School is starting up all over the valley. It’s an exciting time for new pencils, backpacks, and teachers. But it can also be a stressful time for children with speech and language difficulties. Luckily, there is a growing number of resources for speech therapy and related services.
The TALK Team is a Fresno-based pediatric speech therapy clinic that has recently expanded to include a Visalia office. Founders Amy Prince and Amber Ladd are both from the Central Valley and are graduates of CSU Fresno. Between them, they have 31 years of Speech Language Pathology experience, and love to work with kids.
I thought it’d be helpful to get to know this great local resource for children a bit better, so I asked Amy and Amber a few questions. If you’re wondering whether speech services may be for your child, here’s a great jumping off point for you.
FresYes: How did you get started in this field, and what are your goals for The TALK team in the community?
The TALK Team: We started The TALK Team in 2006 because we wanted to make a bigger difference with the children that we had the opportunity to work with. Our ultimate goal is to provide functional communication for each of our clients at the level they are capable of achieving. We provide a flexible environment where we can offer what a child truly needs, and our therapists are invested in the families they work with. We have grown to a team of 15 therapists, each with a passion for working with children and their families. We believe that every child is capable of continuing to make progress throughout their lifetime and that families are their greatest advocates. We want to be a resource for the community and provide a level of service that can be accessed by anyone in need.
What are some signs you might want to have your child assessed for speech services?
There are multiple red flags depending on which age group your child falls into, and we advocate reaching out to a speech pathologist or your pediatrician if you have any concerns at all. Our response is consistent: if you have a concern, follow your parental instincts. No one knows your child better than you do. At any age level, if you feel your child is not socially connecting with you, avoiding eye contact or not communicating basic needs, it is a concern.
Here are basic guidelines for young children developing speech and language skills.
By 18 months of age a child should:
- Have at least 50 words in vocabulary
- Be babbling with a wide variety of sounds
By 24 months of age a child should:
- Understand and follow directions
- Have 200 words in vocabulary and be combining 2-3 words
- Be understood 75% of the time
By 36 months of age a child should:
- Be able to answer most types of questions and follow complex directions
- Have 900 words in vocabulary and use all pronouns accurately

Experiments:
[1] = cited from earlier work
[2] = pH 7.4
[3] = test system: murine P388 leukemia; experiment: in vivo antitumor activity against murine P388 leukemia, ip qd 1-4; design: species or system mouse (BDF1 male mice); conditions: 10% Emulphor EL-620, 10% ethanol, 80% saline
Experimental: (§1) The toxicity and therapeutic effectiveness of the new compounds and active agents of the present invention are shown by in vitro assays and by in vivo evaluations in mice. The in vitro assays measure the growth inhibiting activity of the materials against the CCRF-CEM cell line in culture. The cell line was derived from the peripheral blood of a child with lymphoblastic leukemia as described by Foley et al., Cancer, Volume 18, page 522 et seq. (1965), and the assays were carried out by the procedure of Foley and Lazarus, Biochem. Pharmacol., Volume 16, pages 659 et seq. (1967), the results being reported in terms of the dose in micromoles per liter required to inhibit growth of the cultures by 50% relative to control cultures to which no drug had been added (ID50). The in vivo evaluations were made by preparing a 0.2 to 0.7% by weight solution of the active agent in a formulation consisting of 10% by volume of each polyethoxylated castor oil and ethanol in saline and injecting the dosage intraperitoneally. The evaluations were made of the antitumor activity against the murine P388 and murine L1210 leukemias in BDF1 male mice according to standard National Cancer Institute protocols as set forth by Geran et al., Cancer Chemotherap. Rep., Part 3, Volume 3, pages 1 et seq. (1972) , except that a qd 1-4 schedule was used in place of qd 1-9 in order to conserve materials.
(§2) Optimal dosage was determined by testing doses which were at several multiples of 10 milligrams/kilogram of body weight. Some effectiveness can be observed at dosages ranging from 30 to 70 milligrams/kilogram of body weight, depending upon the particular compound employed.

- Be understood 90-100% of the time
What is some advice for parents looking to help their child with speech?
The most significant impact is a result of simply talking with your child. This is extremely important during the years that a child is developing language skills and learning to speak. Here are some ideas to get started with younger children:
- Use good speech that is clear and simple for your child to understand and imitate.
- Repeat what your child says, indicating that you understand.
- Sing simple songs and recite nursery rhymes to show the rhythm and pattern of speech.
- Avoid the “say this” tendency. Don’t pressure the child to speak; keeping the experience positive is important. Instead, model what the child might say when he is ready.
- Label everything you see, and encourage them to point to the items and to things they want to play with.
- Talk as you bathe, feed, and dress your child. Talk about what you are doing, where you are going, what you will do when you arrive, and who and what you will see.
- Identify colors consistently.
- When your child is playing with items, describe the functions each item has.
- Expand on single words your child uses. For example, expand the words they use by modeling “want ball,” “more juice,” “go car”
- Object + actions (“doggie run”)
- Descriptor + object (“pretty ball”)
- Request (“want cookie”)
- Refusal (“no bath”)
- Read to your child. Sometimes “reading” is simply describing the pictures in a book without following the written words. Ask them, “What’s this?” and encourage naming and pointing to familiar objects in the book.
Who do you help?
We primarily work with children between the ages of 6 months and 22 years with a variety of diagnoses. We do offer services for adults as well on a limited basis. We provide services in the areas of articulation, apraxia, oral placement, expressive/receptive language, feeding, augmentative and alternative communication, literacy, fluency (stuttering), and pragmatics (social skills), as well as working with children with behavioral disorders. We also offer parent training and IEP support to our families.
How do people get started with The TALK Team?
We offer a free consultation for anyone seeking additional information. Parents can contact us by phone (559) 970-8277 or on our website www.thetalkteam.com to request a consultation.
Photos provided by The TALK Team
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